relief solenoid valve, restricter, check valve and dryer back to the inlet side of the compressor pump.


97

EHC SYSTEM OPERATION

A fully functional EHC system is controlled by one of three different modes of operation.
The operation mode is selected by the control module based on current conditions provided by the monitored input signals. The main modes of operation are:

• Pre-Run/Post-Run Mode
• Normal Mode
• Tailgate Mode
Two special operating modes are also included in the control module programming.

• New/replacement mode (pre ZCS encoded). This mode provides basic operation.
• Transport Mode - Transport mode is set at the factory and raises the vehicle 30mm to
prevent vehicle damage during transportation. It must be deactivated with the DIS/
MoDiC prior to customer delivery.
PRE-RUN/POST-RUN MODE

The Pre-Run mode is activated when the vehicle is parked and the control module is in the
sleep mode. Opening a door or the tailgate initiates a system wake up and the control module comes on-line.

The control module performs a self-check of the control electronics and sensors. If no fault
is found, the system will check the ride height and institute a rapid regulation if the height
varies by more than 40mm.



99
NORMAL MODE OPERATION
Once the rear lid is closed, KL 15 switched ON and the engine started, the system switches
into the normal operation mode. In the normal mode, the control module will constantly
monitor the input signals from the ride height sensors and will activate a correction if the
ride height deviates by at least 10mm.
TAILGATE OPERATING MODE
The tailgate operating mode is activated if the gate is opened with KL - 15 On and the
engine running. The difference between this mode and the normal operating mode is the
response time is rapid instead of slow .

SPECIAL OPERATING MODES

• ASSEMBLY LINE MODE (New control module)
The assembly line mode refers to control module manufacturing. New control modules
are stored in a deactivated state. The control programming is not active and must first
be ZCS encoded.

After installing a replacement control module, it must be coded using the DIS or MoDiC.
The instrument cluster fault display will remain illuminated until the control module is
coded.

• TRANSPORT MODE
The vehicle rolls off the factory assembly line with the EHC control module in the transport mode. The transport mode inflates the air springs to a higher position (approx.
30mm higher) than the normal mode in order to avoid damage during transit.

The system will not respond to any inputs that would alter the height of the vehicle. The
fault indicator (base cluster) is illuminated or instrument cluster matrix display (high cluster) provides the message “Leveling System” to draw attention to the transport mode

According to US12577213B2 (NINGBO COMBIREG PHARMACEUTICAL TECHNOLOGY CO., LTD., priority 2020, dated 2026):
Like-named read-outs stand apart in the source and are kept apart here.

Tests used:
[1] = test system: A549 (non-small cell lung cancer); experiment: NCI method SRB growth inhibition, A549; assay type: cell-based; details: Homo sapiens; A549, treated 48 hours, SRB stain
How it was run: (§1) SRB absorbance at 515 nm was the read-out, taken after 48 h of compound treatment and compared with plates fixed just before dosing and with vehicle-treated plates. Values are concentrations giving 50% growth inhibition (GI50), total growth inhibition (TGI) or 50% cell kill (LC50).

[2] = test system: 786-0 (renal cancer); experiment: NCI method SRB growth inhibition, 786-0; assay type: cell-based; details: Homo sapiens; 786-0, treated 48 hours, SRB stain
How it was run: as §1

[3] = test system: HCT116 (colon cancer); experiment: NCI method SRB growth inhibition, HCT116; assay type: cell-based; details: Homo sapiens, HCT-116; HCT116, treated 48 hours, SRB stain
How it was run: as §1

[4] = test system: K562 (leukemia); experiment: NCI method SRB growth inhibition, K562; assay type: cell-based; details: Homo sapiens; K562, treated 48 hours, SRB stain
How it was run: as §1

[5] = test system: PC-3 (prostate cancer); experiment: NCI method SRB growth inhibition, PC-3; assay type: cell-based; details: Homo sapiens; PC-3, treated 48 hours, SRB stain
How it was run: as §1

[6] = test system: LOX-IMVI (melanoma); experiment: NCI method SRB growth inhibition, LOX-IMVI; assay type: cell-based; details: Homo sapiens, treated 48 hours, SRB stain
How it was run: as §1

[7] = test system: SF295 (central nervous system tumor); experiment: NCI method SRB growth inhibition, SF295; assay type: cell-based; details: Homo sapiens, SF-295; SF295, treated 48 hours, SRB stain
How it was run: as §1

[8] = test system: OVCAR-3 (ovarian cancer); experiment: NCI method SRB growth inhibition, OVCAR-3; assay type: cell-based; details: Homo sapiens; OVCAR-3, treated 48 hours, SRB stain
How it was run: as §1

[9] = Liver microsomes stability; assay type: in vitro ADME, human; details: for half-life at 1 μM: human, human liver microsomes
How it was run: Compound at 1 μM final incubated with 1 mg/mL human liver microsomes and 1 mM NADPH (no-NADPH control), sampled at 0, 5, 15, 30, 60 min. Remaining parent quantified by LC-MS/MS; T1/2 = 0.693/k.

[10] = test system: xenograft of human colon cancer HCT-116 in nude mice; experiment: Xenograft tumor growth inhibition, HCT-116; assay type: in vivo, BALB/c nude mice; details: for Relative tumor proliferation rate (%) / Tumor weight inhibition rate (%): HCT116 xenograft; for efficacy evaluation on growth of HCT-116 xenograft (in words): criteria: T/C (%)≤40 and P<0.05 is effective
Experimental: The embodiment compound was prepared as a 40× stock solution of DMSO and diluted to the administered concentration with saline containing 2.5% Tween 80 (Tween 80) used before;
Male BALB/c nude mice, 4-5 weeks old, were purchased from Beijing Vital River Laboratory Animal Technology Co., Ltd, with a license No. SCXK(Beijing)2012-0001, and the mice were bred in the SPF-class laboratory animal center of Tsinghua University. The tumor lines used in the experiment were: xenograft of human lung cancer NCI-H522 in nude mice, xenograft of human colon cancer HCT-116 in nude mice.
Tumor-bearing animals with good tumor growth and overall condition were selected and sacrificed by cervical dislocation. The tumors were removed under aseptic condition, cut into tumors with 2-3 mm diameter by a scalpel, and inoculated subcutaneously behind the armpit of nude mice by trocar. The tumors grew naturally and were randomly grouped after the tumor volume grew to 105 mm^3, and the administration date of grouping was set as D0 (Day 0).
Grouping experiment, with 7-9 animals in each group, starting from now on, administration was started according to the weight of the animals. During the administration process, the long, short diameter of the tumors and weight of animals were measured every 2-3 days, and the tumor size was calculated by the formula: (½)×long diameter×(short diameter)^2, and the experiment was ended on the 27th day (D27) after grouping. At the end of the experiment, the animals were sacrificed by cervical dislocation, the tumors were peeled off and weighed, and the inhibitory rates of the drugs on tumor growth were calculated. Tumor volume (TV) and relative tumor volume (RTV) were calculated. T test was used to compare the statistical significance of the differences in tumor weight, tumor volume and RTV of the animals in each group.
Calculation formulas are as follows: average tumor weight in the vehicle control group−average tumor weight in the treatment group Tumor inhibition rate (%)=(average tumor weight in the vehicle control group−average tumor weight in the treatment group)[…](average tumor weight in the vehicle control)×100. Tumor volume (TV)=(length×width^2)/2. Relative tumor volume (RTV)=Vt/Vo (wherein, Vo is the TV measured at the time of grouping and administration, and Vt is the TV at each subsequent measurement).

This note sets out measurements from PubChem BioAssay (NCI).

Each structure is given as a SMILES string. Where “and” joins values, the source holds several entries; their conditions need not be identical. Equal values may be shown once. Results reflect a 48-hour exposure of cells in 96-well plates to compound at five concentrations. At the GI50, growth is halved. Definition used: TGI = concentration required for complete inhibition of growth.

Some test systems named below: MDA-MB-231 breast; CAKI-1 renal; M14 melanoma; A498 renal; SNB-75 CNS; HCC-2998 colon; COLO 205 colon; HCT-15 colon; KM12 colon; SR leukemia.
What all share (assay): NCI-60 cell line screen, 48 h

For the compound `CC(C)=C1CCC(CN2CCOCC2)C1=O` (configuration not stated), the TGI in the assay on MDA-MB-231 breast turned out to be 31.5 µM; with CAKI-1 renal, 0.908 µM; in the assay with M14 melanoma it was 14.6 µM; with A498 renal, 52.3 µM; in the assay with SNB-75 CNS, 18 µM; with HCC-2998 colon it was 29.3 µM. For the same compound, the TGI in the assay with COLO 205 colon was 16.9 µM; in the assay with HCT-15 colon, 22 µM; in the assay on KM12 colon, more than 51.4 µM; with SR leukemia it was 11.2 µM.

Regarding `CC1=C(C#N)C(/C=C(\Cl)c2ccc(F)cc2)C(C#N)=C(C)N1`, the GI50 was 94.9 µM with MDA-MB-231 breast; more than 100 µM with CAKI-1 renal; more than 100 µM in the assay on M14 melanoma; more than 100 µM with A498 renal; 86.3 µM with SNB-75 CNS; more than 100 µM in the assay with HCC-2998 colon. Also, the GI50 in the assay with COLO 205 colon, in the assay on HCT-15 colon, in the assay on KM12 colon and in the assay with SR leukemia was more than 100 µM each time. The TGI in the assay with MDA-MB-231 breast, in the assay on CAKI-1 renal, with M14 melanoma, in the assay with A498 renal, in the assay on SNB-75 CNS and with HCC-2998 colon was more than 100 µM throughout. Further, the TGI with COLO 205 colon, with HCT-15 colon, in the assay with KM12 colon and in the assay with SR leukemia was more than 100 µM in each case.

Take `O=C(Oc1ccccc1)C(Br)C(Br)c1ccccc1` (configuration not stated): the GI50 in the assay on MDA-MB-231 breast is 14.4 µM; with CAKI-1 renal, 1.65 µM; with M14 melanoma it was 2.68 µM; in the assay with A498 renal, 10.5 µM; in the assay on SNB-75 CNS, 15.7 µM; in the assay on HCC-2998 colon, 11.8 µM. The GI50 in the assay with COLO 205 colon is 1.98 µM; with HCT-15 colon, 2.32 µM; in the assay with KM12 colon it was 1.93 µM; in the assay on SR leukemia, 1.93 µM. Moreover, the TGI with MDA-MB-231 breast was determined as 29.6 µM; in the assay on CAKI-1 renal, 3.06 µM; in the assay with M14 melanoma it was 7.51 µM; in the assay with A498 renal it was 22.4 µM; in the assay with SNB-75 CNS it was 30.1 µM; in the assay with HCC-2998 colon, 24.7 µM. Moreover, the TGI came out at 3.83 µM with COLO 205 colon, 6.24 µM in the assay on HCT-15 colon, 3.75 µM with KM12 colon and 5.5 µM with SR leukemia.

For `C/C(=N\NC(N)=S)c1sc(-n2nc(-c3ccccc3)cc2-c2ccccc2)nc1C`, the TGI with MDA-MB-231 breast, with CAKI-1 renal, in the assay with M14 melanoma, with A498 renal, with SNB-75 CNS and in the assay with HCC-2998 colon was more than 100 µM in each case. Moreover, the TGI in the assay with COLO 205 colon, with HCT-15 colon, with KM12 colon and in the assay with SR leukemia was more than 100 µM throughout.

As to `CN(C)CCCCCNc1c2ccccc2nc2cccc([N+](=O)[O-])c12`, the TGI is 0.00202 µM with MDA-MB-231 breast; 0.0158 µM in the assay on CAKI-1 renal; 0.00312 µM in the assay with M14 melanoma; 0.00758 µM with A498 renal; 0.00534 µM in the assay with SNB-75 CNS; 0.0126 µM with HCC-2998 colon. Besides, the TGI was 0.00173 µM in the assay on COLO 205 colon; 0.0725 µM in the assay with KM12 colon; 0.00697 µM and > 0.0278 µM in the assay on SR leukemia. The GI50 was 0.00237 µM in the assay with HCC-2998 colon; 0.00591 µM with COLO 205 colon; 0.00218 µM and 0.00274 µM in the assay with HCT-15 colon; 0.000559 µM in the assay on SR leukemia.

setting.

The Service Functions section of the diagnosis program is used to activate/deactivate
the transport mode. Once the transport mode is deactivated, check the vehicle Ride
Height Offset making sure the vehicle rear axle height is to specification.

CONTROL INTERRUPTS

CORNERING

To prevent unnecessary suspension adjustments while driving through corners, a “control
interrupt” is built into the system. Above 30MPH the control module monitors the left/right
ride height sensors for a difference of 30mm. Exceeding this difference will put the system
into a control interrupt and no adjustment will take place. The control interrupt last for a
duration of 5 minutes.

VEHICLE LIFTING

The ride height control is interrupted when the vehicle is raised on a lift or with a jack. The
system monitors the ride height sensor inputs and when the height limit of 90 mm is
exceeded, the control is switched OFF until the vehicle is lowered again.


101
EHC SERVICE INFORMATION
DIAGNOSIS/CODING
• The EHC control module is connected to the diagnostic link. The EHC control module
activates the fault display in the instrument cluster to alert the operator of the off-line status
of the system. The EHC control module stores up to three electrical/electronic
faults.
• Diagnosis/troubleshooting of EHC is carried out using the fault symptom troubleshooting
program of the MoDiC or DIS. The EHC system has an extensive diagnosis program.
• Replacement control modules are shipped in the factory mode. The control modules
must be ZCS encoded using the DIS or MoDiC to activate the operating parameters.

102
DIS/MODIC SERVICE FUNCTIONS PROGRAM
The Service Functions program of the DIS/MoDiC provides the Transport Mode activation/
deactivation and Ride Height Offset functions (see next page).
Once the transport mode has been released, or if the system requires left to right side
height adjustment, the ride height "OFFSET" must be carried out to ensure that the vehicles
suspension has a base ride height level starting point.
The "HEIGHT OFFSET" is adjusted using the DIS or MoDiC. The procedure is as follows: